Make Your Presentation A Performance
A major part of many people’s sales process is presenting formal proposals to audiences comprised of one or more decision makers. The fact you’re even in the room and at the table with these prospects speaks to the fact they are interested in what you have to offer and what you have to say, the problem is that you, yourself, aren’t all that interested in what you are saying(and how you are saying it).
You know the slide deck by heart, you can rattle off the list of features and benefits like machine gun fire, and your boss and co-workers are in awe of your ability to quote entire catalog pages and recite product specifications from memory.
Imagine your surprise at the end of your pitch when the prospect tells you she’s not interested. She’s only telling you half the truth — what she really means is you are not interesting.
You’ve given this presentation hundreds of times before, but chances are this is the very first time (and probably the only time) your prospect is seeing it.
It is common to get comfortable and complacent regarding repeated pitches and proposals presented to prospects (try saying THAT 10X fast!) As a result, your delivery gets droopy, your luster begins to lack, and your passion goes “poof!”
The insidious part is that it all doesn’t happen overnight (so that you’d immediately notice), it happens over time. When you finally notice what’s happened, you wonder how you ever ended up here.
Here are 3 things you can do to help keep your presentations skills sharp and successful:
1. Bring along a boss or trusted peer
Not every time, just every so often. Tell them you’re just trying to stay polished and would like to hear their honest feedback after the meeting. Offer to do the same for a peer. After a couple times, you’ll both have a feel for when the other might be slipping or slacking.
2. Keep it fresh
Rote memorization is the enemy of innovation. The problem with completely memorizing a presentation is that it makes you more likely to switch on the auto-pilot and cruise-control. It also means that if you lose your place because of an interruption (like a question from the prospect) you have to replay or repeat a section of the piece in your head (or aloud!) in order to get back into your groove. Worse, you won’t be able to nimbly move to the information the prospect asked about, because it’s “out of sequence”, thereby missing an opportunity to close at the height of customer interest.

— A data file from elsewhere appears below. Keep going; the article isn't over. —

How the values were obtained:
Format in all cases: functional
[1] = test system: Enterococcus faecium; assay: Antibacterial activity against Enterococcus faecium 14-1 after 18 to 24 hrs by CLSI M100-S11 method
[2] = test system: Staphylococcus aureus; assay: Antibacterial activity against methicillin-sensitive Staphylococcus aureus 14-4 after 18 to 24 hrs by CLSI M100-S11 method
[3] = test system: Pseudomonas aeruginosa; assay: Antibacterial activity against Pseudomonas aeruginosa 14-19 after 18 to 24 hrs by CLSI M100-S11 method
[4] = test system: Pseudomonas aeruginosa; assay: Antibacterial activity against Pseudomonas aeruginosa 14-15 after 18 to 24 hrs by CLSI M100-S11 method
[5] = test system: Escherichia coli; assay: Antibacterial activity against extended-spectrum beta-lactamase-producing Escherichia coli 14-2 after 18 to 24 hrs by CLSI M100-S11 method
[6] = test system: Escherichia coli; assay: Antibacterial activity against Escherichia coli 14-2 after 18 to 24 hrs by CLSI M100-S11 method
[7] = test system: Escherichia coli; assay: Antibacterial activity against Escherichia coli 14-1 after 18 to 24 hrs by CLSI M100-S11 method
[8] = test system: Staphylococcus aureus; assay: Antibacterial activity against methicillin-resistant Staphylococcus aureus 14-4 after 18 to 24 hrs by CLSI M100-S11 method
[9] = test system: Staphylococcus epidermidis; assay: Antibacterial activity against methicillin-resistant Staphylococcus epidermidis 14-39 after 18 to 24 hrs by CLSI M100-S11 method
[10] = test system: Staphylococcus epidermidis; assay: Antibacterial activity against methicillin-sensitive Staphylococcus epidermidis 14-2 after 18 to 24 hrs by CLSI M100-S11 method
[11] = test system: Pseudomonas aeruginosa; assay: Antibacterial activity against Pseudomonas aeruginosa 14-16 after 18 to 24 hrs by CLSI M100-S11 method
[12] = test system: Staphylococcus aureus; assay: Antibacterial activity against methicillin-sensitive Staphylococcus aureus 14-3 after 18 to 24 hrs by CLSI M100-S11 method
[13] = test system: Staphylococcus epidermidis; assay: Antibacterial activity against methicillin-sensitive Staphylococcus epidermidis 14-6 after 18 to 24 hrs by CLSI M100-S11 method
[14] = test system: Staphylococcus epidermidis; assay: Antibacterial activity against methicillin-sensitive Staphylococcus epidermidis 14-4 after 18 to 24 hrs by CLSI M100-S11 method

We live in an age of instant and constant information. Dip into that stream of knowledge to update a section (or even just a line or two) with something you learned that week which is pertinent to your product or service, or the client’s industry.
3. Record yourself
Video is best, but a pocket audio recorder is better. If you implement tip #1 you can have your meeting partner do the recording (and it makes it a bit more easy to surreptitiously record a video of yourself by having them use their mobile phone.) Watch or listen to yourself give your standard presentation two or three times per month. Watch with a critical eye. Don’t just pick out the things you did wrong — be sure to make note of the things you did really well. Notice where you had the most attention and engagement of your audience and do more of “that”. Make two lists to carry with you and review them before you head into every presentation: Five things to NEVER do again, and Five things to do EVERY time.
Most everyone realizes it takes experience and practice to be able to present your material in a compelling and convincing manner, but too many forget that competence can quickly convert into contentedness and complacency.
Don’t let the curtain fall on your presentation effectiveness!
Deliver every presentation as if you were trying to get a standing ovation.